03:30 p – 04:20 p | Tuesday Track Session 3 | West 2016 | PNG-T11
Encryption and Information Sovereignty: Destroying the Internet to Save It? [Panel]
This panel will investigate the inherent tensions between information security and national security, focusing specifically on encryption policy governmental needs to access secure information, and civil rights. By convening panelists with expertise in industry, government, law and academia, this panel aims to offer empirically grounded perspectives in order to move toward a workable solution.
Moderator: Shawn Powers, Assistant Professor, Georgia State University
Panelists: Julia Powles, Lawyer Researching Technology Law and Policy Cloud Cybercrime Centre, University of Cambridge; Paul Rosenzweig, Founder, Red Branch Consulting; Peter Neumann, Senior Principal Scientist, SRI International Computer Science Lab; Tom Corcoran, Head of Cyber Threat Intelligence, Zurich Insurance Group.
01:10 p – 02:00 p | South The Viewing Point at Gateway | EXP=T09R
The Seven Most Dangerous New Attack Techniques, and What’s Coming Next [Panel]
Which are the most dangerous new attack techniques for 2016/2017? How do they work? How an you stop them? What’s coming next and how can you prepare? This fast-paced session provides answers from the three people best positioned to know: the head of the Internet Storm Center, the top hacker exploits expert/teacher in the U.S., and the top expert on cyberattacks on industrial control systems.
Moderator: Alan Paller, Research Director and Founder, SANS
Panelists: Ed Skoudis, Instructor, SANS; Johannes Ullrich, Dean of Research, SANS Technology Institute; Mike Assante, ICS Director, SANS.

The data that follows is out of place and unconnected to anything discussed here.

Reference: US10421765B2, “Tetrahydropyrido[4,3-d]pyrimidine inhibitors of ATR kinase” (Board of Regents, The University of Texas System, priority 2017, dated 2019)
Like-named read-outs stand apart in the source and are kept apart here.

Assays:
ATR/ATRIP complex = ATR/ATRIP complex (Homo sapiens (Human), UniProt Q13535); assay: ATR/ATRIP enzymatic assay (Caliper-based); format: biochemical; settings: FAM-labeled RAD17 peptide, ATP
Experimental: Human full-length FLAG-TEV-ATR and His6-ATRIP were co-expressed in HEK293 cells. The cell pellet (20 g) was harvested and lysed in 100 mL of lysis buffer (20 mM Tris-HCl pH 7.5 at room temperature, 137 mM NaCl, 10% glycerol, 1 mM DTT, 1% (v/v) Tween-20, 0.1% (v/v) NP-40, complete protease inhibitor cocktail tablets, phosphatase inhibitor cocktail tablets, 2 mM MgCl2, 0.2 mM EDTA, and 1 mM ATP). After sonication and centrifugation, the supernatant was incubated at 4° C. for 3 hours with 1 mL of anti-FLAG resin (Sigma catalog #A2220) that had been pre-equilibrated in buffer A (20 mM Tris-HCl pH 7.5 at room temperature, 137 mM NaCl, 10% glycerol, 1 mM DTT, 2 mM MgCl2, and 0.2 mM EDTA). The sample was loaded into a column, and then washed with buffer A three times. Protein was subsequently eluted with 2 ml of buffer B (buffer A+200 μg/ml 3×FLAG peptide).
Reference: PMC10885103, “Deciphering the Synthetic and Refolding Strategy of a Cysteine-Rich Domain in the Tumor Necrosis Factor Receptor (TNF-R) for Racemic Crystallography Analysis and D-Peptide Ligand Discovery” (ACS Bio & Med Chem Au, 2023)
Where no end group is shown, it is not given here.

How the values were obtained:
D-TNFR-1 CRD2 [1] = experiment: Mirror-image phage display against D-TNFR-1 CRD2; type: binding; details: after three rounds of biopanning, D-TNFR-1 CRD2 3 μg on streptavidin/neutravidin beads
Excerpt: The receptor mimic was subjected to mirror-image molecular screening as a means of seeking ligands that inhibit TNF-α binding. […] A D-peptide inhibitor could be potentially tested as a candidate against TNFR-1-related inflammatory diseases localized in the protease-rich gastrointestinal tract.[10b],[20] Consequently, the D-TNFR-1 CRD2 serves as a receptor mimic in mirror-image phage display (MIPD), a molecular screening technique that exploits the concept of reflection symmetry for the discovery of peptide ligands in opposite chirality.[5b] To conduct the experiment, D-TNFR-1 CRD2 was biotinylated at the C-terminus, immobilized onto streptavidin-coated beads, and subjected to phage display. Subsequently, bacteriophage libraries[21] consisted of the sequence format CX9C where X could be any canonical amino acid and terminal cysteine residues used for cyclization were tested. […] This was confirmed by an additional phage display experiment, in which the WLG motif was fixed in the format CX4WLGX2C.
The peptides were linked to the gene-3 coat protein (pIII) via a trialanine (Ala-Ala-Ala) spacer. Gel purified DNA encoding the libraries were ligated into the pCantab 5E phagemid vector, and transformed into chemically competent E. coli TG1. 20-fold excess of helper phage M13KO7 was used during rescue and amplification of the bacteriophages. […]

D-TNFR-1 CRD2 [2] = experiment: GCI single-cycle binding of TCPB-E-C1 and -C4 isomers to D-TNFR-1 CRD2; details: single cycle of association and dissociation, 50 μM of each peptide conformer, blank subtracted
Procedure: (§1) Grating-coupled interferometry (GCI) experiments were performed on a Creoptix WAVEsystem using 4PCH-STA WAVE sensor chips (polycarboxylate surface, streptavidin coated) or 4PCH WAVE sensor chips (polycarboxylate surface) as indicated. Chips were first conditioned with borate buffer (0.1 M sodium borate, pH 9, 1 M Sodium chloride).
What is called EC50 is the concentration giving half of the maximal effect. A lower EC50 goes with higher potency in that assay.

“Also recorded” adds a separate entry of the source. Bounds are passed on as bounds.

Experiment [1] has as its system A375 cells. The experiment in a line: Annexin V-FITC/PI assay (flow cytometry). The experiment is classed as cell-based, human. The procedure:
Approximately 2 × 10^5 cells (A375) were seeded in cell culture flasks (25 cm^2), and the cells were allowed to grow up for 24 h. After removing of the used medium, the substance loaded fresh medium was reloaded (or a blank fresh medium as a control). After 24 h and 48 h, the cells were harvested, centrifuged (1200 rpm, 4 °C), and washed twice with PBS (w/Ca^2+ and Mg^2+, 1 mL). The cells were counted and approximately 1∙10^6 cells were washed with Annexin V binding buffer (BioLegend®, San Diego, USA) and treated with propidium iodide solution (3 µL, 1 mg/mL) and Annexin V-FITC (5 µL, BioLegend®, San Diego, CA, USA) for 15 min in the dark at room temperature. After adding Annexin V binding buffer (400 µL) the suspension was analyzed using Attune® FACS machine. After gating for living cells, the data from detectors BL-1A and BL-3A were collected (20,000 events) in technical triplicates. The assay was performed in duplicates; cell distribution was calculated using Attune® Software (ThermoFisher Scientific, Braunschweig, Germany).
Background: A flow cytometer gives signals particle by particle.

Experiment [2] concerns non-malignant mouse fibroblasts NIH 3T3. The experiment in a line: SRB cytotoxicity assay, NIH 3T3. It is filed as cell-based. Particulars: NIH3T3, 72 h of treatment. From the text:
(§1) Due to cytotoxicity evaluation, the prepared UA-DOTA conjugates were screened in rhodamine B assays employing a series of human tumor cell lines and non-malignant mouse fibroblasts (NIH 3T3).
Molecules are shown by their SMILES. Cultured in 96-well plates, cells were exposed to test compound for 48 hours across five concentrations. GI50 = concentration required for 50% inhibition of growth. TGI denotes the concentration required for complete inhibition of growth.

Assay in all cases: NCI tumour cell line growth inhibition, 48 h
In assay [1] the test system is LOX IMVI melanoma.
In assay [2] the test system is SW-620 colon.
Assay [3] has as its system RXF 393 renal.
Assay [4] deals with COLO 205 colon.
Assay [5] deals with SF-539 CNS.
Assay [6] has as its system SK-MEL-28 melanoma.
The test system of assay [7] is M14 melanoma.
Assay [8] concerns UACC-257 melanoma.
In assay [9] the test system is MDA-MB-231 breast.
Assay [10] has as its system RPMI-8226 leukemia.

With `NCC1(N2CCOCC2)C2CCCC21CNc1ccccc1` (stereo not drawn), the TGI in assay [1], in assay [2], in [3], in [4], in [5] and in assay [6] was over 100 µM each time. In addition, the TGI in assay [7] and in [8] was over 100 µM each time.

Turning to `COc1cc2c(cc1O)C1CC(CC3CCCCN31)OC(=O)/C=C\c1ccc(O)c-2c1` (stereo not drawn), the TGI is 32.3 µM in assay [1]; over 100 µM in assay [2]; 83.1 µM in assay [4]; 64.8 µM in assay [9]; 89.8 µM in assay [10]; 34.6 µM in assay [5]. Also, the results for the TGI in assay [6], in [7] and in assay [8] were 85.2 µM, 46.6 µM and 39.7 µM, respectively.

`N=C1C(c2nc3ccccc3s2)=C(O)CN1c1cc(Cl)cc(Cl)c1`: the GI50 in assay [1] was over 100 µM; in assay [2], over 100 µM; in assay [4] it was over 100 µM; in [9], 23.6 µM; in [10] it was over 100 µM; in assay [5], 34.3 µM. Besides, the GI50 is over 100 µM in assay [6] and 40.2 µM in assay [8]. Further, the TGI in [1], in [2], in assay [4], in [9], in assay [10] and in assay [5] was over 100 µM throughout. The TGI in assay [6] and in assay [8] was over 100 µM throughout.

01:10 p – 02:00 p | West 2018 | LAW-T09
Hot Topics in Technology Law [Panel]
A moderated panel discussion of legal topics by practicing technology lawyers. Topics shall include pending legislation and the role of state actors (governments) in regulating technology and innovation.
Moderator: Rita Helmes, Research Director, IAPP
Panelists: Jon Stanley, Counsel, Verrill Dana LLP; Michael Aisenberg, Senior Fellow, George Washington University Center for Cyber & Homeland Security; Richard Abbott, Director, RA Consulting.
02:20 p – 03:10 p | South The Viewing Point at Gateway | SBX3-T10
Sandbox: Robot Cars, Risk and Ethics: Lessons for Artificial Intelligence [Panel]
Autonomous vehicles are now appearing on our roadways. This session will look at the new risks they pose—including ethics or value judgments that have no clear consensus—and how those risks could be managed, including what existing law might say about them. This also gives us insight into the challenges faced by broader industries that are developing artificial intelligence products.
Moderator: Kevin Kelly, Senior Maverick, Wired Magazine
Panelists: Jerry Kaplan, Visiting Lecturer, Computer Science, Stanford University; Patrick Lin, Director, Ethics + Emerging Sciences Group, California Polytechnic State University; Stephen Wu, Attorney, Silicon Valley Law Group.
03:30 p – 04:20 p | West 3003 | EXP-T11
Security Investigative Journalists Speak Out — More Breaches, More Problems [Panel]
OPM, Ashley Madison, Hacking Team and more. From infosec inside baseball to the year’s biggest hacks, these gumshoes have seen it all. This panel session—back by popular demand and moderated by noted security researcher and OpenDSN CTO Dan Hubbard—will discuss the biggest, most important and most controversial cybersecurity stories of the past year.
Moderator: Dan Hubbard, Chief Technology Officer, OpenDNS
Panelists: Brian Krebs, Investigative Reporter, Krebs On Security; Joseph Menn, Technology Projects Reporter, Reuters; Kevin Poulsen, Contributing Editor, Wired.
03:30 p – 04:20 p | West 3006 | ASD-T11
Nothing Lasts Forever — Trust Has an Expiration Date
Matthew Bryant, Application Security Engineer II, Uber Technologies, Inc.
Sometimes trust comes with an expiration date: domains, CDNs, hosts and other digital resources are all ephemeral. With DNS, dynamic instances, web links, whitelists and other extensions of trust pointing to so many third parties—do you really know who is in control? This talk explores the security issues that arise when digital assets expire and presents novel attacks exploiting expired trust.